Empowering Communities and Their Banks: Strategies for Enhancing Minority Depository Institutions

The Milken Institute, with support from The Rockefeller Foundation and JP Morgan Chase & Co., is excited to release its latest contribution to the national conversation on how to improve underserved communities. This research, Empowering Communities and Their Banks: Strategies for Enhancing Minority Depository Institutions (MDIs), presents a series of strategies that policymakers, practitioners, philanthropists, and communities can use to promote economic growth in underserved communities by leveraging MDIs as anchor institutions to increase access to capital.
 
For the past century, not all segments of American society have participated fully in the prosperity generated by economic growth and ongoing job creation. Pockets of substantial inequality exist, particularly in minority communities in which median household wealth lags significantly compared to non-minorities. Access to capital for small businesses is a critical component of remedying this. Given that MDIs tend to service the minority populations that correspond to their institutional ownership/management, this research evaluates the opportunity to leverage these institutions to increase access to capital for minority-owned small businesses.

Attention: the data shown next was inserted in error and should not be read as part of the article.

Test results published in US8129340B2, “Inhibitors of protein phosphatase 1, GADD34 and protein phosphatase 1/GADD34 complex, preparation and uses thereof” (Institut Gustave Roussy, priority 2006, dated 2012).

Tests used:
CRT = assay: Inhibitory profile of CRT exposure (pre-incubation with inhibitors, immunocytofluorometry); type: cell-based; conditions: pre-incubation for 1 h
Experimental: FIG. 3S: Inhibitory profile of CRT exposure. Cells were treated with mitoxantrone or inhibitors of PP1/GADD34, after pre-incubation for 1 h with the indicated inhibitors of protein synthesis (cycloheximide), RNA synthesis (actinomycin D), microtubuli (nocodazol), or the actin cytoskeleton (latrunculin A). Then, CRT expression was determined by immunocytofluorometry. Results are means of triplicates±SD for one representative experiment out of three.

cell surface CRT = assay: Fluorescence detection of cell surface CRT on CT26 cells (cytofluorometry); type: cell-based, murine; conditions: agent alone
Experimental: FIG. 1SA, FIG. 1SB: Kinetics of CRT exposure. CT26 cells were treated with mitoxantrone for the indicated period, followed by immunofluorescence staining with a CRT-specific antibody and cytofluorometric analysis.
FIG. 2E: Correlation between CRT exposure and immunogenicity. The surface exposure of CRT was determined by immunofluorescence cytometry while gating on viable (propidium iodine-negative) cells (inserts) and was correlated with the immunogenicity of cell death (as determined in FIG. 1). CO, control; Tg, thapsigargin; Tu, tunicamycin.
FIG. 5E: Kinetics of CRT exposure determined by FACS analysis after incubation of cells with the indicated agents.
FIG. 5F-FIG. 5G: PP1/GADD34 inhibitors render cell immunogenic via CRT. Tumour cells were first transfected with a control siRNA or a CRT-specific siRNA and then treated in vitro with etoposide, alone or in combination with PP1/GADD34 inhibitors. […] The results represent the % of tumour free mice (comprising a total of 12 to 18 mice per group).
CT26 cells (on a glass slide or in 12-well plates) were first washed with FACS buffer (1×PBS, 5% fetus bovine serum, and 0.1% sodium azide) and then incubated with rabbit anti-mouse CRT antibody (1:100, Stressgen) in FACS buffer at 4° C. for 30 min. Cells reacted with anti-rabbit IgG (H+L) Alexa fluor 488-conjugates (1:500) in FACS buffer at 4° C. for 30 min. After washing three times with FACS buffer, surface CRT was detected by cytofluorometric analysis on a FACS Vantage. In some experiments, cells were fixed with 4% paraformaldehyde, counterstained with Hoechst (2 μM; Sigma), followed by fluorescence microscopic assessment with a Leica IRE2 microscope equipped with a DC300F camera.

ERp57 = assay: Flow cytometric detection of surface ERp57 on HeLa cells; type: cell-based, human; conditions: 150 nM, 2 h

This paper accumulates the findings of five different bodies of work that all ultimately focus on building the capacity of MDIs: an MDI overview analysis; an MDI efficiency analysis proving that MDIs are just as efficient as their non-MDI counterparts; a small business credit underwriting analysis addressing how MDIs could optimize with modern FinTech capabilities; review of potential inorganic investment fund strategies involving MDIs and potential mergers and acquisitions; and an evaluation of how to achieve an economic multiplier effect in low-income communities by integrating MDIs in the Opportunity Zones legislation. MDIs are underutilized, and acting on a combination of the strategies may build their resilience and impact on the communities that need it most.

Updated/Published February 28, 2020